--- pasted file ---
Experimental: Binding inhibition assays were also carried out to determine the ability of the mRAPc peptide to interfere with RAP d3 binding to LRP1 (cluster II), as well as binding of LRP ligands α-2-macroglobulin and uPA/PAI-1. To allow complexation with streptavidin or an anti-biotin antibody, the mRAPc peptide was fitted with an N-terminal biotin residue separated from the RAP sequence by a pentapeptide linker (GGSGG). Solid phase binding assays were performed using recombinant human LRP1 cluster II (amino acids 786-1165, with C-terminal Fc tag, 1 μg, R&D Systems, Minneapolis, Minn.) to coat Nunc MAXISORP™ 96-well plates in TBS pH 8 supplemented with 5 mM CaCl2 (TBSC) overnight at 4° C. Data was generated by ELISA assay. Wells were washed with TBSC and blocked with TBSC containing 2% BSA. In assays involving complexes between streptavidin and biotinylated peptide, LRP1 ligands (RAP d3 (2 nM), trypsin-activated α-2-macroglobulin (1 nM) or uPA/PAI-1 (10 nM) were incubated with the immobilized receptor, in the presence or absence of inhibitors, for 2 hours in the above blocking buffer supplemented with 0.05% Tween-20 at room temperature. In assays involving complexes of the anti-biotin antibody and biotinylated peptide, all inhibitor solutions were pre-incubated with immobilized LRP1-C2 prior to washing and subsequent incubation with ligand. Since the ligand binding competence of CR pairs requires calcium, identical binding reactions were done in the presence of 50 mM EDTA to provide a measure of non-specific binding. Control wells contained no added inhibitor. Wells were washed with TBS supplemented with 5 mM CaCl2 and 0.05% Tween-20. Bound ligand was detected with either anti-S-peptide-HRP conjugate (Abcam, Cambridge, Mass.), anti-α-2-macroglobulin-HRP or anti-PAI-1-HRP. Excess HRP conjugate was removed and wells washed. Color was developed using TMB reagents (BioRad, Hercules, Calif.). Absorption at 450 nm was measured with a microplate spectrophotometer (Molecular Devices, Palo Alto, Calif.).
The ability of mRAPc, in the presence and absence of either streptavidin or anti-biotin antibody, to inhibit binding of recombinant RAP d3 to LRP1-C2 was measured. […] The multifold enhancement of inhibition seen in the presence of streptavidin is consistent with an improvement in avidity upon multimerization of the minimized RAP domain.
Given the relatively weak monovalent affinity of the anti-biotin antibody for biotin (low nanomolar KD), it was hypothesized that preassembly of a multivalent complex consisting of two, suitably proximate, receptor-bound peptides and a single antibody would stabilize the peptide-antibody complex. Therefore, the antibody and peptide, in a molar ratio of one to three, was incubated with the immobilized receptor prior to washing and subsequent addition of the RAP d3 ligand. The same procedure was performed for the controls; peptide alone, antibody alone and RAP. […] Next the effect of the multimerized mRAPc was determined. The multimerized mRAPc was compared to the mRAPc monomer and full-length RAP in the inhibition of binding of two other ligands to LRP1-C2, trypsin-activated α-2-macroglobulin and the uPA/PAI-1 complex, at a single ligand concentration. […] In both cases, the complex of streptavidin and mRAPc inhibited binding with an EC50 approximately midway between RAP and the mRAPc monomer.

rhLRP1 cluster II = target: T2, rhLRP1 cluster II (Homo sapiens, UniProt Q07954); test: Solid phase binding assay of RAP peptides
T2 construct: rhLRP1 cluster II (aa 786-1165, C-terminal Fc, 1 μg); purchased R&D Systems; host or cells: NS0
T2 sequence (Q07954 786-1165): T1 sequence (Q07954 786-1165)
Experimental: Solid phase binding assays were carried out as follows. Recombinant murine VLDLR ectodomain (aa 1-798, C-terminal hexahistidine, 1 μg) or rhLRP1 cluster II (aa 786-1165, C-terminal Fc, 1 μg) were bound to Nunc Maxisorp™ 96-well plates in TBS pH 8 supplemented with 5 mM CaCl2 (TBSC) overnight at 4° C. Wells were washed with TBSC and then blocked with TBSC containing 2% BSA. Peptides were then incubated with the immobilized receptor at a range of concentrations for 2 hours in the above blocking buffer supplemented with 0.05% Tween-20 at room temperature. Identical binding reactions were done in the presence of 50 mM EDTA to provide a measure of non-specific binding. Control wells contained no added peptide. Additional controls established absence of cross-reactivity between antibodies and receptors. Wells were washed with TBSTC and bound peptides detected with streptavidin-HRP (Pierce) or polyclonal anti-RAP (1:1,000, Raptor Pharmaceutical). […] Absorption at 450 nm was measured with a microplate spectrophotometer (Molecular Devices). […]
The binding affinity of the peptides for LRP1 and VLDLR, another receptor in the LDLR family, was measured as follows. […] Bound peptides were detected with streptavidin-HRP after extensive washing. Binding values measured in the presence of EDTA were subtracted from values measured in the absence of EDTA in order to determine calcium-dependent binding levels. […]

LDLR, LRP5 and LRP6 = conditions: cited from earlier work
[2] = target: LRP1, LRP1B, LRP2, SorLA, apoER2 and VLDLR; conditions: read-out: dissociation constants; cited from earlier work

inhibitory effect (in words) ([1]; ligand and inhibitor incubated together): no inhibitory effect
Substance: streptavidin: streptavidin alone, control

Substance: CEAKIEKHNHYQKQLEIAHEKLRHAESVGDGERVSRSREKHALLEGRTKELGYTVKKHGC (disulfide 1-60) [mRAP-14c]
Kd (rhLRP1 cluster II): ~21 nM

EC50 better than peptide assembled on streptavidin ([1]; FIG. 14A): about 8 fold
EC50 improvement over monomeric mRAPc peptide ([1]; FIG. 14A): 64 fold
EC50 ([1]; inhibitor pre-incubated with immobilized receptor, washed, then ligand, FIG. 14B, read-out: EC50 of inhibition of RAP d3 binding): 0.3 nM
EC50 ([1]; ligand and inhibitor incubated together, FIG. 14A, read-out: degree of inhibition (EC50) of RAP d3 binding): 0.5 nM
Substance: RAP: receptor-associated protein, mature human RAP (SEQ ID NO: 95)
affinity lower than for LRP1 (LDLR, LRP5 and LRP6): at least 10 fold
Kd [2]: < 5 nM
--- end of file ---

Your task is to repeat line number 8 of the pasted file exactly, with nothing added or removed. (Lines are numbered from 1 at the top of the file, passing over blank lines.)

The binding affinity of the peptides for LRP1 and VLDLR, another receptor in the LDLR family, was measured as follows. […] Bound peptides were detected with streptavidin-HRP after extensive washing. Binding values measured in the presence of EDTA were subtracted from values measured in the absence of EDTA in order to determine calcium-dependent binding levels. […]